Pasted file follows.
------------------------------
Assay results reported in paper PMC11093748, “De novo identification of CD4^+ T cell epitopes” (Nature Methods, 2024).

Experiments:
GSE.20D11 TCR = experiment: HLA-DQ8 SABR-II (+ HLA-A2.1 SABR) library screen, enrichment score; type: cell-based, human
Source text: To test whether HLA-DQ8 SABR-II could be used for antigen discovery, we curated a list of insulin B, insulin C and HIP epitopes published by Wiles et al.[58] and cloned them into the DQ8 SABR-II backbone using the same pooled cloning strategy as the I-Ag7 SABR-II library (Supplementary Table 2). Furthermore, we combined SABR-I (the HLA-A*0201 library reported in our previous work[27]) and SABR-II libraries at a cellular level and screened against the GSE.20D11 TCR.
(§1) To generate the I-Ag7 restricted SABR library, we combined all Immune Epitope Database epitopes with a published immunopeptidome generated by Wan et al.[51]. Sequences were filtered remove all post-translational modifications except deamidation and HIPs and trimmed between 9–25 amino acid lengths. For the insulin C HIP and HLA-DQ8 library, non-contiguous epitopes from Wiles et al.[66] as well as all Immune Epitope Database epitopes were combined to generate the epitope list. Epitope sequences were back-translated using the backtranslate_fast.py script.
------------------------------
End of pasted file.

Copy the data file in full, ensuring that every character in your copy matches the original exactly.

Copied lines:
Assay results reported in paper PMC11093748, “De novo identification of CD4^+ T cell epitopes” (Nature Methods, 2024).

Experiments:
GSE.20D11 TCR = experiment: HLA-DQ8 SABR-II (+ HLA-A2.1 SABR) library screen, enrichment score; type: cell-based, human
Source text: To test whether HLA-DQ8 SABR-II could be used for antigen discovery, we curated a list of insulin B, insulin C and HIP epitopes published by Wiles et al.[58] and cloned them into the DQ8 SABR-II backbone using the same pooled cloning strategy as the I-Ag7 SABR-II library (Supplementary Table 2). Furthermore, we combined SABR-I (the HLA-A*0201 library reported in our previous work[27]) and SABR-II libraries at a cellular level and screened against the GSE.20D11 TCR.
(§1) To generate the I-Ag7 restricted SABR library, we combined all Immune Epitope Database epitopes with a published immunopeptidome generated by Wan et al.[51]. Sequences were filtered remove all post-translational modifications except deamidation and HIPs and trimmed between 9–25 amino acid lengths. For the insulin C HIP and HLA-DQ8 library, non-contiguous epitopes from Wiles et al.[66] as well as all Immune Epitope Database epitopes were combined to generate the epitope list. Epitope sequences were back-translated using the backtranslate_fast.py script.